Encopresis is the involuntary discharge of feces (ie, fecal incontinence). The behavioral difficulties associated with encopresis are most likely the result of the condition rather than its cause. In the vast majority of cases, encopresis develops as a consequence of chronic constipation with resulting overflow incontinence. Many children with encopresis have a remote history of constipation or painful defecation or demonstrate incomplete evacuation during defecation on physical examination or radiographic assessment. Chronic constipation due to irregular and incomplete evacuation results in progressive rectal distention and stretching of both the internal anal sphincter and the external anal sphincter (EAS). As the child habituates to chronic rectal distention, he or she no longer senses the normal urge to defecate. Soft or liquid stool eventually leaks around the retained fecal mass, resulting in fecal soiling.
Signs and symptoms of encopresis may include: Leakage of stool or liquid stool on your child's underwear, constipation with dry hard stool, passage of large stool that clogs or almost clogs the toilet, avoidance of bowel movements, long periods of time between bowel movements, possibly as long as a week, lack of appetite, abdominal pain and repeated urinary tract infections. The first step involves clearing the colon of retained, impacted stool. After that, treatment focuses on encouraging healthy bowel movements. There are several methods for clearing the colon and relieving constipation. Your child's doctor will likely recommend one or more of the following: Stool softeners (lactulose), colon lubricants (mineral oil), rectal suppositories, enemas.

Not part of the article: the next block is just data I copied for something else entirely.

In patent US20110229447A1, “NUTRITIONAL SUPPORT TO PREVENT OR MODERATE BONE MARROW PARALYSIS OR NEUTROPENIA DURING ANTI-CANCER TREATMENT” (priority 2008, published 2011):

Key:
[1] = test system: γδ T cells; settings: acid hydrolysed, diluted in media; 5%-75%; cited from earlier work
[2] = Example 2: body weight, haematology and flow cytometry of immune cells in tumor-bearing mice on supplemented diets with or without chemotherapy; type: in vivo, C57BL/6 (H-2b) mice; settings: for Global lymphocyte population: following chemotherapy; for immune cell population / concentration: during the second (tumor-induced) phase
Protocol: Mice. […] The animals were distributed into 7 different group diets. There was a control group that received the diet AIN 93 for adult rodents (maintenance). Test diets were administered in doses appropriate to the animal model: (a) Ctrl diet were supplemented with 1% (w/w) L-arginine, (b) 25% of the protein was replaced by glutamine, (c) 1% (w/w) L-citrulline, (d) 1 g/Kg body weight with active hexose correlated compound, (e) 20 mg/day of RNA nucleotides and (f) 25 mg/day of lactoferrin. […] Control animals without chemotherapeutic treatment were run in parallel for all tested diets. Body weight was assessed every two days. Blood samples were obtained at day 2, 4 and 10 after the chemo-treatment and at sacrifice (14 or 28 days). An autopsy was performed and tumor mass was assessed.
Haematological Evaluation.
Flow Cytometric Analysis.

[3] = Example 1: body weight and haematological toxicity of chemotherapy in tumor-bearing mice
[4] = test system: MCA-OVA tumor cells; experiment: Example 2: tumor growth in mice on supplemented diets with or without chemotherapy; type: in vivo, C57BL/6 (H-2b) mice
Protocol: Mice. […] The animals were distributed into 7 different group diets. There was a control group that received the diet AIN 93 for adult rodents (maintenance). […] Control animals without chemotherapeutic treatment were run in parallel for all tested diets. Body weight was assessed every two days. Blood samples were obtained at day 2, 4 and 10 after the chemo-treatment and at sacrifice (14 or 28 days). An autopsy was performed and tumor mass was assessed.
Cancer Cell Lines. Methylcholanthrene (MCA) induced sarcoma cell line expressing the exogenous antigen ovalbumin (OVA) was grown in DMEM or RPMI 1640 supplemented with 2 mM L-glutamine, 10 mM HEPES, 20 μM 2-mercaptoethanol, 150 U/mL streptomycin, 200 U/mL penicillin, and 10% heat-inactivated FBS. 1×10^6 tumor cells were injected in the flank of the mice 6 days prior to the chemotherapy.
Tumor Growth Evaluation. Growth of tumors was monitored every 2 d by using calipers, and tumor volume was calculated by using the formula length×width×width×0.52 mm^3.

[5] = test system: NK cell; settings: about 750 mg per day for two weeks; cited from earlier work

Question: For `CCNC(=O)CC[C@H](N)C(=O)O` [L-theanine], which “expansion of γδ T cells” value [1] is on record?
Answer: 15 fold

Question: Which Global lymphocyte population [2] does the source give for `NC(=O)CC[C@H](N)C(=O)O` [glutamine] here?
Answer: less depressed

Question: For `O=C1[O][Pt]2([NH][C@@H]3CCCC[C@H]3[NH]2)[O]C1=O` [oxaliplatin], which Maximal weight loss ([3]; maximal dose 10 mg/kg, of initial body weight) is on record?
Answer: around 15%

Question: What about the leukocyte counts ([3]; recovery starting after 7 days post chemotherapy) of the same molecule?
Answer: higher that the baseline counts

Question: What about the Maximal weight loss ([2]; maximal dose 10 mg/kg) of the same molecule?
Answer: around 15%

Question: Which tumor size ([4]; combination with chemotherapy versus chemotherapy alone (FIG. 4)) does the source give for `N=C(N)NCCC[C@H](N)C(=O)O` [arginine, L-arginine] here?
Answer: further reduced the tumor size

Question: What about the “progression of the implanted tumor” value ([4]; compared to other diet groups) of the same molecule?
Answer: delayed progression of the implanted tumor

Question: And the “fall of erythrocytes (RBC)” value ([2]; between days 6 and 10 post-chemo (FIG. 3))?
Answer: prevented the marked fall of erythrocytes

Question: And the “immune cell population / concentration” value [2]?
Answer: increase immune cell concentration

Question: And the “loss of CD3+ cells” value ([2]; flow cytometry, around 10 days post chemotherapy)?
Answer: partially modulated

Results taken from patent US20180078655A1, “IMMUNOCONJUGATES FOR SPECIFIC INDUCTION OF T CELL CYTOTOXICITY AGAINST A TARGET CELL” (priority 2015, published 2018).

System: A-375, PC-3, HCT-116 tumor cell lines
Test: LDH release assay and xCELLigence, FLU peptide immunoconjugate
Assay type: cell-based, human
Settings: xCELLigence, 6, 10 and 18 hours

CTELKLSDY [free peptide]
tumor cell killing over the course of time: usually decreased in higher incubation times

Although few prospective studies have been conducted to examine the prevalence of encopresis in childhood, it is estimated that 1-2% of children younger than 10 years have encopresis. In nearly all published series, boys are much more commonly affected than girls. In most series, approximately 80% of affected children are boys.